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Tigers are on the brink of extinction. In the last sixty years we have lost three sub-species of tiger - The Balinese, Caspian and Javanese tigers are gone forever. It is estimated that just 100 years ago there were over 100,000 tigers in the vast forests of Asia; today it is possible that fewer than 4,000 remain. Human activity is responsible for the tigers’ demise. We remain the biggest threat to their survival in the wild but we are in a position to change this.

Australia Zoo Wildlife Warriors are leading the way in tiger conservation helping to fund and train anti-poaching patrol units (TCUP) working in partnership with Fauna & Flora International (FFI) in Kerinci Seblat National Park, Sumatra.

The TCUP program is made up of six units who work patrolling the forest where they act as a deterrent for poachers and people illegally encroaching into the tigers’ habitat. They also remove hundreds of snares each year and help local communities mitigate conflict with wildlife. This program is now widely recognised as the most successful tiger conservation law enforcement program in South East Asia. Kerinci Seblat is thought to contain the largest population of Sumatran tigers in a continuous forest habitat making it vital for the future of the species.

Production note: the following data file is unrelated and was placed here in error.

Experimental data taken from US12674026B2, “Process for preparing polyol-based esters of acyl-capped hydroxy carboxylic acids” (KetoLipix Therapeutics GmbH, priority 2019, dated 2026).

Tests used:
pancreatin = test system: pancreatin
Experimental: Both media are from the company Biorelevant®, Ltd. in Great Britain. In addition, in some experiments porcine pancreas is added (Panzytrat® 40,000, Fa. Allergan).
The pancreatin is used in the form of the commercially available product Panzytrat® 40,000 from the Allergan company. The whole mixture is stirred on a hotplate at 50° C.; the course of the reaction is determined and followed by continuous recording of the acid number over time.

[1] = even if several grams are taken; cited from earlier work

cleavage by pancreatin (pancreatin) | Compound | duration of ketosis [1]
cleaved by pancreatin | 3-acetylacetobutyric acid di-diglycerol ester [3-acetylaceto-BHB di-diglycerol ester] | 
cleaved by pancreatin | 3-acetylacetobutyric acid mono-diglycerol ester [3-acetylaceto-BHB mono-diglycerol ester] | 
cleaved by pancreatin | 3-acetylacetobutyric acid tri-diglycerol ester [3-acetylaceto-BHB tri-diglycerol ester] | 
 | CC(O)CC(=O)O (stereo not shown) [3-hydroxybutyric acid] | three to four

Since Australia Zoo became home to tigers in 2003, we have raised and donated over 1.5 million dollars to support tiger conservation in South East Asia with 100% of funds raised through tiger walks and encounters going directly toward tiger conservation projects. These funds have purchased much needed vehicles and equipment for anti-poaching patrols, as well as funded workshops for forest guards and wildlife rangers.

Wildlife Warriors works to combat the four main contributing factors to the decline in tiger populations; Habitat destruction, poaching for traditional Chinese medicines and the rise in conflict caused by the destruction of habitat and natural prey.

The tiger can be saved but we have to act today. Australia Zoo Wildlife Warriors is making a real difference in the fight to save the tiger in the wild; you can help too by donating to Wildlife Warriors.

Giles Clark

Big Cat Handler Supervisor